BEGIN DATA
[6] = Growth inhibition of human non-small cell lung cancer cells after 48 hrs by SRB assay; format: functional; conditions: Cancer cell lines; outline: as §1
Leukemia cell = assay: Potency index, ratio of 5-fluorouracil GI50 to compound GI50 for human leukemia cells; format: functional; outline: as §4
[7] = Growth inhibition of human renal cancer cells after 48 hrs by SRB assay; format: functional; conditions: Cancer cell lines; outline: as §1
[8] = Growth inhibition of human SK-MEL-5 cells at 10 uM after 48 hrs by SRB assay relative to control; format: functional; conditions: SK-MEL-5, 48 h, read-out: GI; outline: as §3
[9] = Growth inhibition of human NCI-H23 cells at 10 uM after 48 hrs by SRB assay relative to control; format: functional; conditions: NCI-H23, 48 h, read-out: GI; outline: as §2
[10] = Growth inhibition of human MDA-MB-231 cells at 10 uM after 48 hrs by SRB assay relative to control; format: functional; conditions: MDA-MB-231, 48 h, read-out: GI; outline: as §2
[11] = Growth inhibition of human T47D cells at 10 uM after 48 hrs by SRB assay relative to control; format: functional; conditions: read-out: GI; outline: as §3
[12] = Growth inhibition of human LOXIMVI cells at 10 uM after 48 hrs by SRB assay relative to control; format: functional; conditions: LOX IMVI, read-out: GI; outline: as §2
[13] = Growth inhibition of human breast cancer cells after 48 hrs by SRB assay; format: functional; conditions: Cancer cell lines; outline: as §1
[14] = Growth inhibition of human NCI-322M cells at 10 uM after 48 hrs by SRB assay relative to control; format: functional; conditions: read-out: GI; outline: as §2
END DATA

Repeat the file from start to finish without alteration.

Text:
[6] = Growth inhibition of human non-small cell lung cancer cells after 48 hrs by SRB assay; format: functional; conditions: Cancer cell lines; outline: as §1
Leukemia cell = assay: Potency index, ratio of 5-fluorouracil GI50 to compound GI50 for human leukemia cells; format: functional; outline: as §4
[7] = Growth inhibition of human renal cancer cells after 48 hrs by SRB assay; format: functional; conditions: Cancer cell lines; outline: as §1
[8] = Growth inhibition of human SK-MEL-5 cells at 10 uM after 48 hrs by SRB assay relative to control; format: functional; conditions: SK-MEL-5, 48 h, read-out: GI; outline: as §3
[9] = Growth inhibition of human NCI-H23 cells at 10 uM after 48 hrs by SRB assay relative to control; format: functional; conditions: NCI-H23, 48 h, read-out: GI; outline: as §2
[10] = Growth inhibition of human MDA-MB-231 cells at 10 uM after 48 hrs by SRB assay relative to control; format: functional; conditions: MDA-MB-231, 48 h, read-out: GI; outline: as §2
[11] = Growth inhibition of human T47D cells at 10 uM after 48 hrs by SRB assay relative to control; format: functional; conditions: read-out: GI; outline: as §3
[12] = Growth inhibition of human LOXIMVI cells at 10 uM after 48 hrs by SRB assay relative to control; format: functional; conditions: LOX IMVI, read-out: GI; outline: as §2
[13] = Growth inhibition of human breast cancer cells after 48 hrs by SRB assay; format: functional; conditions: Cancer cell lines; outline: as §1
[14] = Growth inhibition of human NCI-322M cells at 10 uM after 48 hrs by SRB assay relative to control; format: functional; conditions: read-out: GI; outline: as §2